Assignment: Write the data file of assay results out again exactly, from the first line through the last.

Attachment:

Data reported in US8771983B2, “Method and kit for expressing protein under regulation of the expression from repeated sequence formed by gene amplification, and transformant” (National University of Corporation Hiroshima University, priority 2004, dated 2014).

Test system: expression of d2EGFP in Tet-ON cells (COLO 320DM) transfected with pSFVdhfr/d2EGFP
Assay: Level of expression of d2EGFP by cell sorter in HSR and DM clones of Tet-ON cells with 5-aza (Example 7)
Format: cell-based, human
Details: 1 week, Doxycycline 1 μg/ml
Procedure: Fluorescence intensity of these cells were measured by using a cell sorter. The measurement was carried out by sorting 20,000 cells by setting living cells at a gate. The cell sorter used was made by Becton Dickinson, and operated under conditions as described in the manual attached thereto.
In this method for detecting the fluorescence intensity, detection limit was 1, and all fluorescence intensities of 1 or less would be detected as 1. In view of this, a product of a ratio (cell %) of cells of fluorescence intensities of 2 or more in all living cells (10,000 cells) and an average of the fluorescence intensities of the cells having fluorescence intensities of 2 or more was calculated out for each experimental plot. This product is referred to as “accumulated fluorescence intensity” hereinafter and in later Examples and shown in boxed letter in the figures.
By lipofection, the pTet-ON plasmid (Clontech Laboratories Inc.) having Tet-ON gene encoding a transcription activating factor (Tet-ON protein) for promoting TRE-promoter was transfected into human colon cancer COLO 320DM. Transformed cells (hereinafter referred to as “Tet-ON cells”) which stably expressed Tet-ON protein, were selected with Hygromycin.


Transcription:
Data reported in US8771983B2, “Method and kit for expressing protein under regulation of the expression from repeated sequence formed by gene amplification, and transformant” (National University of Corporation Hiroshima University, priority 2004, dated 2014).

Test system: expression of d2EGFP in Tet-ON cells (COLO 320DM) transfected with pSFVdhfr/d2EGFP
Assay: Level of expression of d2EGFP by cell sorter in HSR and DM clones of Tet-ON cells with 5-aza (Example 7)
Format: cell-based, human
Details: 1 week, Doxycycline 1 μg/ml
Procedure: Fluorescence intensity of these cells were measured by using a cell sorter. The measurement was carried out by sorting 20,000 cells by setting living cells at a gate. The cell sorter used was made by Becton Dickinson, and operated under conditions as described in the manual attached thereto.
In this method for detecting the fluorescence intensity, detection limit was 1, and all fluorescence intensities of 1 or less would be detected as 1. In view of this, a product of a ratio (cell %) of cells of fluorescence intensities of 2 or more in all living cells (10,000 cells) and an average of the fluorescence intensities of the cells having fluorescence intensities of 2 or more was calculated out for each experimental plot. This product is referred to as “accumulated fluorescence intensity” hereinafter and in later Examples and shown in boxed letter in the figures.
By lipofection, the pTet-ON plasmid (Clontech Laboratories Inc.) having Tet-ON gene encoding a transcription activating factor (Tet-ON protein) for promoting TRE-promoter was transfected into human colon cancer COLO 320DM. Transformed cells (hereinafter referred to as “Tet-ON cells”) which stably expressed Tet-ON protein, were selected with Hygromycin.